Three Creighton Juniors Win Prestigious Goldwater Scholarships
Creighton University’s sterling record of producing Goldwater Scholars remained strong this year after three juniors were named recipients of the prestigious award.
The honorees are juniors Eli Blaney, Rebecca Powers and Madeleine Urbanek.
Over the past 17 years, Creighton is the No. 1 Goldwater-producing Catholic university in the country and in the top 20 private universities producing Goldwater winners over the past decade. The University is in good company with other private universities such as Harvard, Princeton, Stanford, Yale, Johns Hopkins and MIT.
Erin Gross, a professor of chemistry and biochemistry in the Creighton College of Arts and Sciences, says the students’ achievement is especially notable because they did it in the face of COVID-19 restrictions.
“These students have showed excellence not only in the classroom but also on multiple research projects and exhibited exceptional creativity and drive when their lives were turned upside down during the pandemic,” she says. “They did not let it prevent them from doing important research beneficial to society.”
The federally funded Goldwater Scholarship is one of the nation’s most prestigious for young scientists, and highlights undergraduate research incubators such as Creighton, where the Center for Undergraduate Research and Scholarship is giving students opportunities to engage in top-flight research with internationally recognized faculty.
This year’s 410 recipients were selected from an initial pool of more than 5,000 college sophomores and juniors, eventually winnowed to 1,256 natural science, engineering and mathematics students nominated by 438 academic institutions.
Madeleine Urbanek, who has conducted research in the Creighton School of Medicine’s Translational Hearing Center under the guidance of Jian Zuo, PhD, said the University’s commitment to undergraduate research and to mentorship sets it apart from other educational institutions.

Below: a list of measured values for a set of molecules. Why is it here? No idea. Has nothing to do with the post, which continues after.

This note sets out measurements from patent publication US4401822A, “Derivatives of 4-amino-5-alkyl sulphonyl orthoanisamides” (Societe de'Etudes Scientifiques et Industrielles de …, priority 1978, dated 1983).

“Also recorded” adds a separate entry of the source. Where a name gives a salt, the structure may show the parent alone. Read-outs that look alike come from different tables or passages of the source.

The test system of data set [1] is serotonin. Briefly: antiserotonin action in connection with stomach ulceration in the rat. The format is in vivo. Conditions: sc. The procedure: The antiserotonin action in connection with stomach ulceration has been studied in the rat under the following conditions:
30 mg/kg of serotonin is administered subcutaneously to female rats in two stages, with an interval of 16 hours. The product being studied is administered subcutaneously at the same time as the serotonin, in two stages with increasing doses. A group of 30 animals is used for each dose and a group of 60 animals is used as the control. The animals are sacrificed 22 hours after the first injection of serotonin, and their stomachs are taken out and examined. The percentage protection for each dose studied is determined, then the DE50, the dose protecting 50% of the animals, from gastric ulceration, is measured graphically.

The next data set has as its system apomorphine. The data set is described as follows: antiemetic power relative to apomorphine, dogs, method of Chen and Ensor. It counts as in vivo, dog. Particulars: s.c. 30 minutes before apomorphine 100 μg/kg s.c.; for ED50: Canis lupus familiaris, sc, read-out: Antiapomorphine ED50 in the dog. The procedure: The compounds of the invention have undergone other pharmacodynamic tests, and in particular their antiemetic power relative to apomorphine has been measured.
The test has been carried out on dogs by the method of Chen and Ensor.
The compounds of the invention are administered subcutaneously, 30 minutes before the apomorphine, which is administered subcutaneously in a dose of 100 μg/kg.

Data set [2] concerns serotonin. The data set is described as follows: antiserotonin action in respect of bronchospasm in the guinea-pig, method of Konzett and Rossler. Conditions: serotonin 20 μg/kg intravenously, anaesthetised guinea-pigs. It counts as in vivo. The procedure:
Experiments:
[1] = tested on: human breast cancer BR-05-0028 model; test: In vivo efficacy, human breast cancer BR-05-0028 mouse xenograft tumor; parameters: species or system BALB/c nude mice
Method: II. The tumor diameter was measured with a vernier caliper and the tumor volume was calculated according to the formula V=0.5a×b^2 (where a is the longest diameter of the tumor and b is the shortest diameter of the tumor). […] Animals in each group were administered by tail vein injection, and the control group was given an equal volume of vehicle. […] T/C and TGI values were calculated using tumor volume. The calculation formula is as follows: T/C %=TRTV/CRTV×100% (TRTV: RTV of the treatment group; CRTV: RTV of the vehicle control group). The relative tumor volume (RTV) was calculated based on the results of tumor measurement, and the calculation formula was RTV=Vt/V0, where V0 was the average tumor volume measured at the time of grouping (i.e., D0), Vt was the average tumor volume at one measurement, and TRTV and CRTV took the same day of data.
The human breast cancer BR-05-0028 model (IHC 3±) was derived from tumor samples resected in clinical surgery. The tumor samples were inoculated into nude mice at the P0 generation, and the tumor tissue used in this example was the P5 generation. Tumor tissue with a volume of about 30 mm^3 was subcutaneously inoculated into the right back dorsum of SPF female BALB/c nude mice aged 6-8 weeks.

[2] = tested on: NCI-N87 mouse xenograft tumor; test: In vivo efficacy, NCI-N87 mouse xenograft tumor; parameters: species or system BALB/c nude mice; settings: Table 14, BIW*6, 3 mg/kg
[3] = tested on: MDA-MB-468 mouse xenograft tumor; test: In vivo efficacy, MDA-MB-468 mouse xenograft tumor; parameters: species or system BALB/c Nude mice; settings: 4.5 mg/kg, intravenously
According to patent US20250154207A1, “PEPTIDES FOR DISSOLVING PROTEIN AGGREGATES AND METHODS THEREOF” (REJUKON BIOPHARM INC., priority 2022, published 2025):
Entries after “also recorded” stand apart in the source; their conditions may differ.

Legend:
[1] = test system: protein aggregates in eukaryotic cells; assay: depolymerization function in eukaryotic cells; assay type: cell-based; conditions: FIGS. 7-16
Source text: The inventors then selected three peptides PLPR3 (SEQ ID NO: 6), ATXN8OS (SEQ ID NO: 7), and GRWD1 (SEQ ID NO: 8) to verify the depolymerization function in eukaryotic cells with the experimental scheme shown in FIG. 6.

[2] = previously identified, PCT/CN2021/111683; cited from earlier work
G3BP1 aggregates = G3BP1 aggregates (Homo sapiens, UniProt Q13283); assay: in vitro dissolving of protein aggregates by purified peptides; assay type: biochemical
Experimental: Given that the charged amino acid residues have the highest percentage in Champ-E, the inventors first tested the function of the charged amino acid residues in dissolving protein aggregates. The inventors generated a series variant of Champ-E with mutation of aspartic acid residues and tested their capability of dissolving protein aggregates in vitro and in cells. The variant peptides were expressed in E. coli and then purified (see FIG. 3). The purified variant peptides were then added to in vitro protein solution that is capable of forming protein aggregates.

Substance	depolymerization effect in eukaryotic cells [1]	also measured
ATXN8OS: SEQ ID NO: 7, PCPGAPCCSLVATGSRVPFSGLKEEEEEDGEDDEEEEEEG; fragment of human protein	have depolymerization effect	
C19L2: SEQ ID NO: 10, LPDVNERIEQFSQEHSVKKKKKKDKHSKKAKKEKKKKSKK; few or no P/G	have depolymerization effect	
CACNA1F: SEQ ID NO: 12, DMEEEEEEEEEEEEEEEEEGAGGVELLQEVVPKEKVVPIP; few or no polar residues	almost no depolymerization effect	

Through her research, Urbanek has worked to identify novel compounds that protect against cisplatin-induced hearing loss and has sought to identify the genetic foundation underlying the development of chronic, debilitating tinnitus — the perception of noise originating from within the ear without any actual external source.
“I consider myself incredibly lucky to have the continued support of not only my research mentors, Dr. Zuo and Dr. (Pezhman) Salehi Dermanaki, but also the encouragement and professional advice of my academic mentor, Dr. Gwendalyn King,” she says.
Urbanek plans to pursue a PhD in molecular neuroscience immediately after graduation.
Blaney credits Creighton’s “thriving research community” for instilling in him the enthusiasm for research that led to his Goldwater award.
“I am thrilled and honored to have been selected as a 2021 Goldwater Scholar,” he says. “I am grateful to Dr. (Soochin) Cho for introducing me to research, and thankful, too, for the thriving research community that Creighton has cultivated.”
Blaney has conducted research in bioinformatics in Cho's lab, where he leverages machine learning to predict functional relationships between proteins based on 3D structural data. By tweaking several machine-learning algorithms, he hopes to reveal new insights into the patterns that bring about protein-protein interactions.
He intends to continue researching bioinformatics as he pursues an MD/PhD.
Powers says she entered Creighton University planning to pursue a degree in chemistry but soon felt an additional attraction to physics. That dual interest led to research projects in the laboratory of Kayode Oshin, PhD, where she has focused on the synthesis and analysis of catalysts. She has also engaged in particle physics research as a member of the research team of Janet Seger, PhD, involving the Relativistic Heavy Ion Collider at Brookhaven National Laboratory.
The mentorship she received from Oshin, Seger, and also from Gintaras Duda, PhD, she says, was instrumental in forging her path forward.
“I thank them all,” she says. “The tight-knit nature of Creighton’s science departments allows for more accessible multidisciplinary crossover, which has let me pursue my passions in a way that would not otherwise be possible.”
Powers plans to pursue a PhD in nuclear chemistry.
The success of the three students testifies to Creighton’s commitment to providing undergraduates with access to first-class research opportunities, says Julie Soukup, PhD, director of the Center for Undergraduate Research and Scholarship.
“Creighton University is deeply committed to undergraduate research, which is evident by the immense success we have with the Goldwater Scholars Program,” she says. “We are extremely proud of our undergraduate research students, and we relish the position as the No. 1 Goldwater producing Catholic university.
“At the root of our success is Creighton’s faculty-led research opportunities that provide the perfect environment for students to grow and flourish as researchers and scholars with outstanding faculty mentors.”